Vegas Local Tries to Scam the Casino with a False Free Bet Voucher

May 17th, 2019 2.00pm

There isn’t a player alive who hasn’t dreamed about beating the odds and cleaning the vaults of a casino, leaving a lasting mark on the gambling community and earning an honourable place in the gamblers’ hall of fame. Sadly, some of us are less concerned about the means, willing to stoop to third-grade trickeries and use blatant deception to compensate for the lack of skills. The ruse that was recently conducted by a Las Vegas native is hardly an Ocean’s 11 type of sting, yet somehow, a scheming Craps player managed to swindle an unassuming dealer by palming off a false free-bet voucher.

“The simplest form is not always the best, but the best is always simple”

Although the above quote refers to architectural design, it can easily be applied to all layers of life – including gambling strategies and con games. Yisahk Betremariam’s was definitely led by this principle when he presented the croupier with two vouchers glued together and claimed a free bet. As it turned out, he was perfectly right not to complicate the matters – the scam worked, if even for a limited amount of time.

Apparently, Betremariam had tried to use his friend’s $500 voucher in SLS Las Vegas casino earlier that day, however, the floor supervisor turned him away, explaining that the voucher could not be transferred to another person. Betremariam had left the casino, only to return approximately 5 hours later with the same voucher glued to a free buffet coupon. After spending around $300 at the Craps table, he casually submitted the forged voucher, won the bet, and nonchalantly left the table. It wasn’t until the dealer tried to validate the ticket that the scam was spotted, and authorities notified. This was not Betremariam first encounter with the law – apart from being flagged by the casino operators as a shot taker, he had already been detained for burglary and larceny.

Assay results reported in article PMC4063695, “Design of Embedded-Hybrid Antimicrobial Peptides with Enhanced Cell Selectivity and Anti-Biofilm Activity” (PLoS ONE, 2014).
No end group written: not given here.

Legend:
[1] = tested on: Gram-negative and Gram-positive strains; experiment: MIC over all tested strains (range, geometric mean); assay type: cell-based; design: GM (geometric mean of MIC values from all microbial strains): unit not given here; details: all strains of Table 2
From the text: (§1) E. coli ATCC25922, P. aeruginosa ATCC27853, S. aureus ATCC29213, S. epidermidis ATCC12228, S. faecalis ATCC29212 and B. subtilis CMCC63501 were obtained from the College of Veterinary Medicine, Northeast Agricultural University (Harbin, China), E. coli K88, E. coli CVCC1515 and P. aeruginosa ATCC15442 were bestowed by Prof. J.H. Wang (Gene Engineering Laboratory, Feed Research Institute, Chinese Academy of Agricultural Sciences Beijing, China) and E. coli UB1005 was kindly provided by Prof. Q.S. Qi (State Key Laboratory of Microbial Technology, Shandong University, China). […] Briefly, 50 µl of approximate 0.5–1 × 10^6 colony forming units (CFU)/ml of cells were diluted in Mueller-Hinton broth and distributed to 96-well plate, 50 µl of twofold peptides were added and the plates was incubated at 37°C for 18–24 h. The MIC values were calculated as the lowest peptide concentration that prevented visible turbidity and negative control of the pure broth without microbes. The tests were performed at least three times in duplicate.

Examples of Brilliant Casino Scams That Backfired

The Special Contact Lenses

In 2011, four con artists “won” €64,000 at Les Princes Casino in Cannes, thanks to their accomplice, a casino employee, who marked the cards with invisible ink. The scam was exposed after the players returned to the casino that same week when it was discovered that they had been wearing special contact lenses.

Radio Transmitter Hidden Inside a Cigarette Pack

This one happened a while ago, back in 1973, when a French roulette dealer, his sister and her husband stole 5 million francs (almost €900,000) with the help of the modern technology (well, modern at the time). The radio transmitter placed in the pack controlled the roulette ball which contained a miniature receiver. The scheme was unravelled after the dealer’s sister caught the attention of the casino owner who, initially attracted to her, soon realized something fishy was going on.

The Edge Sorting Method

Edge sorting is somewhat similar to card counting but instead of keeping track of the denominations, the players need to memorize distinctive characteristics of the cards, such as irregularities in the pattern or symmetry. The method almost earned a fortune to Phil Ivey Jr, a professional poker player, who generated £7.3M at a Punto Banco table in Crockfords Casino in London (2012). Two years later, Phil won over nine million dollars in Atlantic City, using the same method. Unfortunately, the payout was denied in both cases.

The Lasers

In 2004, London Ritz casino was a scene of an elaborate scheme called “sector targeting”, a system used for predicting the landing place of the roulette ball. It was assumed that the players (a Hungarian woman and two Serbian men) were using a laser scanner to calculate the speed of the ball. Before placed into custody, the trio won £1.3M, but since sector targeting was not banned at the time, the players were never charged.



Skill or Scam?